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Clayton ACT scores drop but participation up

By Curt Yeomans

cyeomans@news-daily.com

While more Clayton County students are taking the ACT college-admission exam each year, Clayton students' scores have remained consistent over the past several years, according data released by the Georgia Department of Education on Wednesday.

Clayton schools' average composite score on the ACT exam this year was a 17.3 out of a possible score of 36, which is down 0.3 points from last year, according to Department of Education data. But, overall, the district's most recent score is level with where it has been since 2005.

During the 2006-2007 school year, Clayton County had an average composite score of 17.2, and the average was 17.3 during the 2005-2006 academic year, according to state data.

The number of Clayton County high school seniors taking the test is going up. Four years ago, 665 seniors took the college-admission test, and that number has gone up every year since then, according to the Georgia Department of Education's web site. During the 2008-2009 school year, 861 seniors took the ACT.

"We've been trying to provide more information to parents about getting their children into college through a series of information sessions we did last year," said Ken Sanders, the coordinator of Clayton County Public Schools' Guidance and Counseling Department. "One of the biggest things is we've been telling more of our parents little things like students should take both the SAT [Scholastic Aptitude Test] and the ACT."

The ACT is one of two nationally recognized college-admission tests, along with the SAT, that are used by admissions officials at colleges and universities around the country to make admission decisions. The ACT is offered by a company that goes by the same name as the test, while the SAT is offered by the College Board organization.

Sanders said it's more common to see the ACT used by colleges and universities throughout the Midwestern states, but the SAT is the more widely used college-admission test across the U.S. "It's always been the more widely known test," he said.

Only 40 percent of Georgia students took the ACT during the 2008-2009 school year, according to data from the Georgia Department of Education. But, as is the case in Clayton County, the test is becoming more popular across the state. Statewide, 36,165 high school seniors took the ACT during the 2008-2009 school year, which is up from 33,238 students a year earlier, according to data from the ACT organization.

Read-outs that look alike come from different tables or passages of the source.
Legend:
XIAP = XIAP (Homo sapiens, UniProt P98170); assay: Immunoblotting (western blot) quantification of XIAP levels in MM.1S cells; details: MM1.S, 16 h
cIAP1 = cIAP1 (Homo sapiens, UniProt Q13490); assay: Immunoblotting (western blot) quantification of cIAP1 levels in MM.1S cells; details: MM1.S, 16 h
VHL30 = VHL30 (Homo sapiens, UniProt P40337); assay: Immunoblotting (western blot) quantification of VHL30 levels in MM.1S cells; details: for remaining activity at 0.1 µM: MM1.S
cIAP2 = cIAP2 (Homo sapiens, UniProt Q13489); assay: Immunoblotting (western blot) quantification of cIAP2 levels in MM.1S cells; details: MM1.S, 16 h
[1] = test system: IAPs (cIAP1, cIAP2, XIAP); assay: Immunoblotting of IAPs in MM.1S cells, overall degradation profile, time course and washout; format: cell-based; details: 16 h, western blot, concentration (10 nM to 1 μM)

The state's average composite score was 20.6, the same as it was during the 2007-2008 school year, according to ACT data.

"More Georgia students take the SAT, but the numbers are getting closer," Georgia Superintendent of Schools Kathy Cox said in a written statement. "We must make sure our students are ready for whatever exam they choose to take. We know that our teachers, students and school communities are working harder than ever to make that happen."

Ed Colby, a spokesman for the ACT organization, said the trend is not isolated to Georgia. The number of students taking the test across the nation increased from the 2007-2008 school year by 58,528 pupils. There were 1.48 million students taking the test during the 2008-2009 school year. Meanwhile, the national composite score is 21.1, the same as it was during the 2007-2008 school year.

The boosts in the number of students taking the test comes on the heels of a national campaign to raise awareness of the test, Colby said. Efforts included representatives of the ACT organization visiting schools to talk with students and guidance counselors about the test.

"We certainly worked hard to build our name recognition, especially in states where the test hasn't been taken by as many students," Colby said.

Sanders said students should take both the ACT, and the SAT, because they are different types of tests even though they are used for the same reason.

"Students get to see which test is going to be better for them to take," he said. "They are both designed to do the same thing, which is to measure how much you know, but the ACT is more comprehensive, whereas the SAT is more analytical." Sanders said Wednesday he did not immediately have data on how many Clayton County students are taking the ACT, versus the SAT, or are taking both tests.

Clayton County Public Schools offers students what is billed as an SAT preparation course, but Sanders said the name can be a bit misleading. "It's really a prep course for the college-admissions tests," he said. He also said the key to improving Clayton County's ACT - and SAT - scores is to focus on improving everyday student achievement in the classroom.

"You just have to focus on student achievement, and it will show in the test scores," Sanders said.

The school system's Guidance and Counseling Department is preparing to start the 2009-2010 parent information sessions with a program on graduation-goal setting on Tuesday, Sept. 8 at 6:30 p.m., at the Clayton County Performing Arts Center, located at 2530 Mt. Zion Pkwy., in Jonesboro.

Two college planning sessions, which will include a discussion on college-entrance exams such as the ACT and the SAT, will be offered on Oct. 14 at 8:30 a.m., and 6:30 p.m., also at the Performing Arts Center, according to a schedule for the information sessions.

For more details on the sessions, call (404) 362-3780.